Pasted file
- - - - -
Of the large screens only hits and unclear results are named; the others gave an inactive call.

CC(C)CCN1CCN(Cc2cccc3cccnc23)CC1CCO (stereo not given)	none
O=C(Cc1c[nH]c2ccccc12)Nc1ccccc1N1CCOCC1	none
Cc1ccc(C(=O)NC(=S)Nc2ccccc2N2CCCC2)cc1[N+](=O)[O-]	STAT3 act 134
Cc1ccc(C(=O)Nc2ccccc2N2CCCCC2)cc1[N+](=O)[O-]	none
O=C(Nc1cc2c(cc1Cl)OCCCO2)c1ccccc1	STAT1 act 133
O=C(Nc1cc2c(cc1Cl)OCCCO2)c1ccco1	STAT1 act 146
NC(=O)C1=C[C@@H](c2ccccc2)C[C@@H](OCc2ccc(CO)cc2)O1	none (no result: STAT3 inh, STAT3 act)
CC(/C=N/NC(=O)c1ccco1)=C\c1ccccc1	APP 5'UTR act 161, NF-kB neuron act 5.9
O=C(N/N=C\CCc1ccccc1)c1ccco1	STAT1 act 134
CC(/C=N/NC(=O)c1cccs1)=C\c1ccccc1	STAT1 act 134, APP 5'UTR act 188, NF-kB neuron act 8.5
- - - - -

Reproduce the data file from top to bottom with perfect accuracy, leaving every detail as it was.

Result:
Of the large screens only hits and unclear results are named; the others gave an inactive call.

CC(C)CCN1CCN(Cc2cccc3cccnc23)CC1CCO (stereo not given)	none
O=C(Cc1c[nH]c2ccccc12)Nc1ccccc1N1CCOCC1	none
Cc1ccc(C(=O)NC(=S)Nc2ccccc2N2CCCC2)cc1[N+](=O)[O-]	STAT3 act 134
Cc1ccc(C(=O)Nc2ccccc2N2CCCCC2)cc1[N+](=O)[O-]	none
O=C(Nc1cc2c(cc1Cl)OCCCO2)c1ccccc1	STAT1 act 133
O=C(Nc1cc2c(cc1Cl)OCCCO2)c1ccco1	STAT1 act 146
NC(=O)C1=C[C@@H](c2ccccc2)C[C@@H](OCc2ccc(CO)cc2)O1	none (no result: STAT3 inh, STAT3 act)
CC(/C=N/NC(=O)c1ccco1)=C\c1ccccc1	APP 5'UTR act 161, NF-kB neuron act 5.9
O=C(N/N=C\CCc1ccccc1)c1ccco1	STAT1 act 134
CC(/C=N/NC(=O)c1cccs1)=C\c1ccccc1	STAT1 act 134, APP 5'UTR act 188, NF-kB neuron act 8.5